It isn’t surprising that Vogue is trying to keep white readers happy, but it ignores how much inspiration, talent, beauty and style is blatantly co-opted and stolen.

by Lara Witt

You know what is exceedingly exhausting but never surprising? White people being racist. More specifically: magazines using non-white cultural staples on white models in numerous and offensive ways. One particular example jumps to mind because it is quite recent, Vogue magazine did a photoshoot with Karlie Kloss in Japan where they dressed her like a Geisha and slapped on some white paint and used soft filters.

The kicker? They were calling this their “WOMEN RULE: Fashion’s Fearless Females” issue. White women rule, I guess.

Beyond the offensiveness of yellow face is the concept of systemic racism. Instead of hiring a Japanese model, and paying her with a Vogue contract and the benefits of being featured in such an established magazine, they hired Karlie Kloss (who has been their cover girl four times and is estimated to have earned $10 million in 2016.)

The photoshoot with Kloss in yellow face clearly shows how white-owned magazines continuously toy with Orientalism. This colonialist perspective is a contrast engineered by white people who disseminate images of East Asian and South Asian cultures as monolithic, mysterious and exotic. Orientalism contributes to the erasure of Asian cultures and identities and that is exactly what the editors of Vogue did with this photoshoot.

Karlie Kloss geisha shoot for Vogue.

Karlie Kloss has since issued an apology, but this isn’t the first time she has been called out for racism and erasure and it certainly won’t be the last. Editorial features for Vogue are expensive, time-consuming and laborious. Did any editor, photographer, makeup artist, location scout, publisher or model(s) pause to question the ethics of a shoot like this? Probably not, which is why this racist feature is even more insulting. It’s not just a tweet or a statement, it’s an entire effort and production.

It is exhausting to have to keep pointing out how white people are being racist and why catering to a white supremacist perspective is damaging on multiple levels. It isn’t surprising that magazines like Vogue are trying to keep their white readers happy, but it’s a regressive stance to take when so much inspiration, talent, beauty and style is blatantly co-opted and stolen from Black women and black trans women.

On Tuesday, Vogue published a short piece “We Need to Talk About Kendall Jenner’s Gold Teeth” where, rather than actually discussing the problematic nature of Jenner’s accessorizing, the writer wrote the following: “The flashing teeth felt like a playful wink to the city’s free-spirited aesthetic — or perhaps a proverbial kiss to her rumored boyfriend, A$AP Rocky.”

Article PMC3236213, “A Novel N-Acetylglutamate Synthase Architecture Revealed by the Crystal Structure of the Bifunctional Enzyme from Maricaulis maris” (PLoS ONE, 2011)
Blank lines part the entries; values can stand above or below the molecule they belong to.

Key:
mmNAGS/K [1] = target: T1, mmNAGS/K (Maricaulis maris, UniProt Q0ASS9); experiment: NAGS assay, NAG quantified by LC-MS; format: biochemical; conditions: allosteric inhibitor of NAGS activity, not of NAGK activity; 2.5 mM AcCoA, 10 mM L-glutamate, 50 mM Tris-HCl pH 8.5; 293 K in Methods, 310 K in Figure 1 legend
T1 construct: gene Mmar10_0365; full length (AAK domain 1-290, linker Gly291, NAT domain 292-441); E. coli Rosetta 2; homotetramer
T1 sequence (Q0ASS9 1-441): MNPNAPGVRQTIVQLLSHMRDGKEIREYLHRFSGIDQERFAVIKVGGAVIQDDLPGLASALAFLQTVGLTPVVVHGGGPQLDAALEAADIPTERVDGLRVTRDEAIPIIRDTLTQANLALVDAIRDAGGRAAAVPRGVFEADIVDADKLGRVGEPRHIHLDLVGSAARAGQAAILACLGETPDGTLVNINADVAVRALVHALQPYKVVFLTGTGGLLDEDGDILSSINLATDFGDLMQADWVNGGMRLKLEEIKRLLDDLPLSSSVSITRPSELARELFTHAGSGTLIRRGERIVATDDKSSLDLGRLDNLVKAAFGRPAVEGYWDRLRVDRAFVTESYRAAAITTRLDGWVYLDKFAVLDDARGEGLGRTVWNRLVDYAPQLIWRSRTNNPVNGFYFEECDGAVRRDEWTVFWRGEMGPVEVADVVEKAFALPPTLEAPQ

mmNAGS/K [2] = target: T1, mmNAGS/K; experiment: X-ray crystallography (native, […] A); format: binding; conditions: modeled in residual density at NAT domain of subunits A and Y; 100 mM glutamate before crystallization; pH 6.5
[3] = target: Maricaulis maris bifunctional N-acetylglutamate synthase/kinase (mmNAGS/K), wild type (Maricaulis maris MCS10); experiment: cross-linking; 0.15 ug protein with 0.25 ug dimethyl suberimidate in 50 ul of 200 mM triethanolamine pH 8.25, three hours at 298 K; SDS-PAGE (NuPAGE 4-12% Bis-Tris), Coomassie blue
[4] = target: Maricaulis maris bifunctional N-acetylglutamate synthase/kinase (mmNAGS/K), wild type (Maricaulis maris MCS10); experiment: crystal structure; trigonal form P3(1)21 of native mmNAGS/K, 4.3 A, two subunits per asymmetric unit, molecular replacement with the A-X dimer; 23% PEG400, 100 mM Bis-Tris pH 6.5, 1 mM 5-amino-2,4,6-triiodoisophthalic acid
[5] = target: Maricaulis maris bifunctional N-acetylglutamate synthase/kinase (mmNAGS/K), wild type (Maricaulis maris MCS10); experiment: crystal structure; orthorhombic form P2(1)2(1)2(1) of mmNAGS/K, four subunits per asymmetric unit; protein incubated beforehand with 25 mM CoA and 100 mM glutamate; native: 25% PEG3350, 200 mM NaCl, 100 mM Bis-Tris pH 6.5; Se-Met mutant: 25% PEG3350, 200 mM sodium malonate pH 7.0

I swear. If I come across another piece like this, my eyes will never stop rolling until they fall out of my head. When black people create styles, white people call them ghetto, tacky or classless, but when a white woman does it, it’s “free-spirited.” It’s exhausting.

Magazines like Vogue seem ready, willing and able to promote white mediocrity every single time Kendall Jenner breathes. It’s almost astonishing to see an actor like Blake Lively (who got married on a slave plantation to Ryan Reynolds in 2012), with four Vogue US covers under her belt, when multi-award winning Viola Davis has none.

It seems counterintuitive to have fashion magazines be extensions of rich cishet white women when there are more profitable, exciting ideas. It’s delightful that Teen Vogue provides us with a contrasting and refreshing alternative.

Elaine Welteroth, the editor of Teen Vogue, was the first black woman to join the magazine as their health and beauty editor. After the founding editor in chief stepped down, Welteroth was named as her successor. Since then, Teen Vogue has been flourishing, with content which respects the idea that teen readers care about politics, civil rights, mental health as well as fashion and beauty.

Rather than participating in the blatant erasure of people of color and our cultures, Vogue’s younger sibling has included features celebrating indigenous, South Asian, East Asian, black and Muslim teens. Thanks to their radical push to be unafraid to represent more than just white, heterosexual, cisgender women, Teen Vogue is providing more readers with representation.

The blatant racism of magazines like Vogue are an indication that white supremacy remains insidious and snakes its way onto glossy pages as a way to remind us that those worth being represented have to adhere to the strict confines of whiteness, able-bodiedness, thinness and cisgender identity.

Hopefully, magazine leaders will come to understand how debilitating and antiquated their publications are. Fashion should be boundary pushing, not racist.

Lara Witt is a Desi-Kenyan writer who writes about pop culture through an intersectional feminist lens. Follow her on Twitter.

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